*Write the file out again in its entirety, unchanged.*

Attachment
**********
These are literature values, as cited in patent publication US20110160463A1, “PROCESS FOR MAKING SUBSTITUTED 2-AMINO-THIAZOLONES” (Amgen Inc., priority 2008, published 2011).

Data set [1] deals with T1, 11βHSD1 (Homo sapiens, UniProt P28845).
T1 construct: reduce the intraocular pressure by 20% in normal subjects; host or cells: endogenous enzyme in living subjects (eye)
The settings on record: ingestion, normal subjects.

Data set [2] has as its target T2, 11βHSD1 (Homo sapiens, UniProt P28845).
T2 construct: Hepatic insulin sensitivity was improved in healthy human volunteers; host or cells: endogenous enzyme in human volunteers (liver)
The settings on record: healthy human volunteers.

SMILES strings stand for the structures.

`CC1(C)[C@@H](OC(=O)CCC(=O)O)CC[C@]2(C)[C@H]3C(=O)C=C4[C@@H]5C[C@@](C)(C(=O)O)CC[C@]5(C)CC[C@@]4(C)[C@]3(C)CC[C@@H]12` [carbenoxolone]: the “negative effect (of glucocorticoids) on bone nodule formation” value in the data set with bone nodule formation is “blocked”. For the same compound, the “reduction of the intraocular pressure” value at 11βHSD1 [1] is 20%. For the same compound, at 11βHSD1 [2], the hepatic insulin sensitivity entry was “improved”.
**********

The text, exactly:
These are literature values, as cited in patent publication US20110160463A1, “PROCESS FOR MAKING SUBSTITUTED 2-AMINO-THIAZOLONES” (Amgen Inc., priority 2008, published 2011).

Data set [1] deals with T1, 11βHSD1 (Homo sapiens, UniProt P28845).
T1 construct: reduce the intraocular pressure by 20% in normal subjects; host or cells: endogenous enzyme in living subjects (eye)
The settings on record: ingestion, normal subjects.

Data set [2] has as its target T2, 11βHSD1 (Homo sapiens, UniProt P28845).
T2 construct: Hepatic insulin sensitivity was improved in healthy human volunteers; host or cells: endogenous enzyme in human volunteers (liver)
The settings on record: healthy human volunteers.

SMILES strings stand for the structures.

`CC1(C)[C@@H](OC(=O)CCC(=O)O)CC[C@]2(C)[C@H]3C(=O)C=C4[C@@H]5C[C@@](C)(C(=O)O)CC[C@]5(C)CC[C@@]4(C)[C@]3(C)CC[C@@H]12` [carbenoxolone]: the “negative effect (of glucocorticoids) on bone nodule formation” value in the data set with bone nodule formation is “blocked”. For the same compound, the “reduction of the intraocular pressure” value at 11βHSD1 [1] is 20%. For the same compound, at 11βHSD1 [2], the hepatic insulin sensitivity entry was “improved”.